Tactile SymbolsJanuary 18, 2023
Students who are blind and have limited or no communication or have multiple disabilities or are deaf lack the visual stimulation that a sighted student receive from their environment. Have you ever experienced your child going to the zoo and pointing to a zebra and calling it a cow? You will then have a discussion with the kid about the different animals. This is accidental learning. A child who has low vision or blind lack the visual stimulation that a sighted kid receives from their environment. Tactile symbol is a form of communication. It is created by real object, partial object, texture, or shape mounted on a portable piece of background materials, card. Tactile symbol cards could represent people, action, activity, and object that are meaningful to the student. There are four main ways tactile symbols could be presented on: 1) Black background with object mounted, 2) White background with object mounted, 3) 3-D coreword, and 4) Color and shape coordinated cards- Tactile Connections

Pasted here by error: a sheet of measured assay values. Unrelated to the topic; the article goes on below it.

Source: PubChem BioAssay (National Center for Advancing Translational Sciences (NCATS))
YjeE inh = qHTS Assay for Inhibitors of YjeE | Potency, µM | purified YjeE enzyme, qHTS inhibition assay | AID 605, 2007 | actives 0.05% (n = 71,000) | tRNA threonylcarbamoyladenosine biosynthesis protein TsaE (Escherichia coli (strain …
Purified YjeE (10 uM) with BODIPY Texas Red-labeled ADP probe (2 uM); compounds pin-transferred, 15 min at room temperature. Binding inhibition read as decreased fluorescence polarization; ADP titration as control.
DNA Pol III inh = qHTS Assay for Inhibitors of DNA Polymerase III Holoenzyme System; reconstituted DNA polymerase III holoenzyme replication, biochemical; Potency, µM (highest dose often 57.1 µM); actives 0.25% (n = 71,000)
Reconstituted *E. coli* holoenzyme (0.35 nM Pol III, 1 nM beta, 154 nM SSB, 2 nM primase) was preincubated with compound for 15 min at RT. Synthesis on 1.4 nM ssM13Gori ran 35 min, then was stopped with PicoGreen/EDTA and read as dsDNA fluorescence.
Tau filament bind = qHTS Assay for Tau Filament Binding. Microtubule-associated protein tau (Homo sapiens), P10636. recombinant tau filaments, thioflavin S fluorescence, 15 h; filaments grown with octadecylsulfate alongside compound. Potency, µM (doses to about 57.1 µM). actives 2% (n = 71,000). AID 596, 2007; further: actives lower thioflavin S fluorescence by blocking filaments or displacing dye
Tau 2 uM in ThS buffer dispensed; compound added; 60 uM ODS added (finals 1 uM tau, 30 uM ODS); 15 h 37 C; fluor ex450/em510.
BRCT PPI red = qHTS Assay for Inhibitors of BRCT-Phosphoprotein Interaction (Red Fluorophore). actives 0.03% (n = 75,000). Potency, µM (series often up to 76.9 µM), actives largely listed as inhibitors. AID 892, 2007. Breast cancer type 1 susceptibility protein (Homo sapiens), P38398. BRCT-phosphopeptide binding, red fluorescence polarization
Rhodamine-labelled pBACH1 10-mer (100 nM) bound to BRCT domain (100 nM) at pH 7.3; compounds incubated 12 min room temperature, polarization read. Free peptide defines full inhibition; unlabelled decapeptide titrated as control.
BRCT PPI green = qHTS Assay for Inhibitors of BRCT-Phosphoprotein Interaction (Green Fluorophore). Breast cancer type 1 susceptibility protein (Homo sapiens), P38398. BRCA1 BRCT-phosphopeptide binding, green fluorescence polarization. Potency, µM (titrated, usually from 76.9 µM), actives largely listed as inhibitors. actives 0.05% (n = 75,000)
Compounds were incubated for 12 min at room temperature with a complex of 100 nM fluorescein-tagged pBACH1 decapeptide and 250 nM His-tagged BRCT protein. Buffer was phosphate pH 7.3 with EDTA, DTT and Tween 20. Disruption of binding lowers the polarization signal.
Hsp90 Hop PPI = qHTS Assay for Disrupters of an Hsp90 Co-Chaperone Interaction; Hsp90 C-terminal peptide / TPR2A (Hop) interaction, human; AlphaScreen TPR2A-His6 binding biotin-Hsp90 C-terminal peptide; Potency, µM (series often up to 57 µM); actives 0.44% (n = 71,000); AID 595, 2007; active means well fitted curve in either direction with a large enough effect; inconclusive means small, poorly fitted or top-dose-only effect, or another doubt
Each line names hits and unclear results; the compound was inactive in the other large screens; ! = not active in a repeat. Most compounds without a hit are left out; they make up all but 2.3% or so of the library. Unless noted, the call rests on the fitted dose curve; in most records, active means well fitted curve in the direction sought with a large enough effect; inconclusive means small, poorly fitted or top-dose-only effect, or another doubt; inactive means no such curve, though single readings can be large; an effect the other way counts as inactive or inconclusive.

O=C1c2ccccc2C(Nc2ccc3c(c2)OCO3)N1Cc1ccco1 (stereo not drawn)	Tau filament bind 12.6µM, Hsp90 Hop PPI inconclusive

Where Do I Start?
Start by creating cards based on the places the student go to, people that the student meet every day, and core words such as go, more, want, more, and not. Each time one of these opportunities occurs, place the symbol for GO, WANT, MORE, NOT in the student’s hand and say (or sign) the word. When the opportunity is complete, remove the symbol. Create schedules, calenders, and the stories the student reads.